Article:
Staff working at the US National Security Agency, the intelligence body revealed by whistleblower Edward Snowden to have spied on millions of people, used surveillance technology to keep tabs on their spouses, the agency said.
It said on Friday that a number of its analysts "knowingly and deliberately" exceeded its surveillance authority on occasion over the past ten years and that those involved were disciplined.
"Very rare instances of willful violations of the NSA's authorities have been found," the agency said in a statement.
The Daily Telegraph reports that employees even had a code name for the practice of gathering intelligence on their partners - "Love-int".
Dianne Feinstein, a US senator who chairs the Senate intelligence committee, reported that the NSA told her committee about a number of "isolated cases" that occurred roughly once a year for the last decade. It was made clear that the spying was carried out when a spouse or partner was outside the US.
Ms Feinstein, a Democrat from California, said on Friday, "These incidents ... in most instances did not involve an American's information."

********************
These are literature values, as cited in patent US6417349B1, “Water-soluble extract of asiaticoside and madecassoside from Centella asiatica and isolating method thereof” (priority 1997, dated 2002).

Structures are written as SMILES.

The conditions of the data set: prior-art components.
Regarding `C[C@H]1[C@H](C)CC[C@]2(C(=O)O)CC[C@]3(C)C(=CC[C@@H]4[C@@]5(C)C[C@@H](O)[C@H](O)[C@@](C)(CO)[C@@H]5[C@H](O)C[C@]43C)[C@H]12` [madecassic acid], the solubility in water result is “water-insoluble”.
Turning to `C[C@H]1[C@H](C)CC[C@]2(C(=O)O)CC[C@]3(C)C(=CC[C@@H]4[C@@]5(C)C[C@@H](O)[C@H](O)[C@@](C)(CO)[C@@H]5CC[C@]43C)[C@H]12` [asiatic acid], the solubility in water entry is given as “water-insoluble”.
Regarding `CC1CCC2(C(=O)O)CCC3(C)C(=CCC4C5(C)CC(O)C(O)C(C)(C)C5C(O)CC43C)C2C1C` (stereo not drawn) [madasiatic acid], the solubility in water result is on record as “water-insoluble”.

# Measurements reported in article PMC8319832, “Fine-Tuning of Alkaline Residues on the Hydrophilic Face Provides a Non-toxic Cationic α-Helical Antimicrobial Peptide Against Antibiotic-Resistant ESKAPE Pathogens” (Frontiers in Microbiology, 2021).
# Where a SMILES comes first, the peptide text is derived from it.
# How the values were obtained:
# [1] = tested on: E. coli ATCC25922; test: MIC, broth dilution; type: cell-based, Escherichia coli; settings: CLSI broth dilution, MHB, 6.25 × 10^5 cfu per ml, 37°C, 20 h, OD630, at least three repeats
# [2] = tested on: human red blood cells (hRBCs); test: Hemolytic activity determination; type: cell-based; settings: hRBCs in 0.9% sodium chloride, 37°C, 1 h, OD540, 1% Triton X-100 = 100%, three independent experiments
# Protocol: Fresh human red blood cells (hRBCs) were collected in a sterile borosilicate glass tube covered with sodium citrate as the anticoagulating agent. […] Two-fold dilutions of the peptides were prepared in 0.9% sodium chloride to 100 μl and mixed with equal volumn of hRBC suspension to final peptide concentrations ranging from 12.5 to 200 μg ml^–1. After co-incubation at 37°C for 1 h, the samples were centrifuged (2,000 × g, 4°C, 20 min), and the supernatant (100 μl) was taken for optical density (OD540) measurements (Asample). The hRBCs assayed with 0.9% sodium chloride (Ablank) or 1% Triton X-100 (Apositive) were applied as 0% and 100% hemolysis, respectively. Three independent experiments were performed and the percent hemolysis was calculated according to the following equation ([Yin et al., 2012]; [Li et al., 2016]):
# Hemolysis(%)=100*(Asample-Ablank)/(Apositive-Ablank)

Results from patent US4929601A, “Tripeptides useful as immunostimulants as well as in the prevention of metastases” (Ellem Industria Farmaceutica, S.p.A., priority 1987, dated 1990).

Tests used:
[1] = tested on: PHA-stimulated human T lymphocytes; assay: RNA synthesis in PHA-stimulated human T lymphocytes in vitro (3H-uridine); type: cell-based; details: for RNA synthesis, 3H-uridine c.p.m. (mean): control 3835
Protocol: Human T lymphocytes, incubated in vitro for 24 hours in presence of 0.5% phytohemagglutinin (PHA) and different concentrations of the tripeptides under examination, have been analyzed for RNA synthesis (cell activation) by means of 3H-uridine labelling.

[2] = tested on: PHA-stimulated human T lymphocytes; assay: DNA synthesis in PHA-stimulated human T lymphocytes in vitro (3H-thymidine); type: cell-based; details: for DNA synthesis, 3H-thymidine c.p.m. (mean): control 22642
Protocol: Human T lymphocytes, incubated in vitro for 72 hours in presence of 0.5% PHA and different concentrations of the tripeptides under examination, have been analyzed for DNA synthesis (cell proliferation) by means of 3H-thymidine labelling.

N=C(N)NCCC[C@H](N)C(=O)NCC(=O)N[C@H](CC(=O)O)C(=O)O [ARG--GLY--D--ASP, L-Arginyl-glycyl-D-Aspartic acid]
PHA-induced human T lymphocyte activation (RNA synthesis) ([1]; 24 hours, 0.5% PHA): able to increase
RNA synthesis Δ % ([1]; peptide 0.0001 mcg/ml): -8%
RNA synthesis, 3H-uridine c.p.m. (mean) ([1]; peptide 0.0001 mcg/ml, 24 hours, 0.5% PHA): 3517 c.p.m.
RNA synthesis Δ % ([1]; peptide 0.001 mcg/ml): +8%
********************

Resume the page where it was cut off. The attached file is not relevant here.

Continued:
"I have been informed by the NSA that disciplinary action has been taken, and I am reviewing each of these incidents in detail," she added.
The Associated Press reports that one employee was disciplined for using the NSA's resources to track a former spouse.
In an interview with reporters last week, the agency's director of compliance, John DeLong, said the abuses "are taken very seriously."
"When we make mistakes, we detect, we correct and we report," DeLong said.
The Agency said that none of the abuses involved violations of the Foreign Intelligence Surveillance Act or the USA Patriot Act, laws which former systems analyst Edward Snowden revealed the agency had broken with his leaks of classified information.
His disclosures detailed the extent of American spying on its citizens and those of other countries through the NSA's 'Prism' programme.
Snowden fled the US and has been granted temporary asylum in Russia.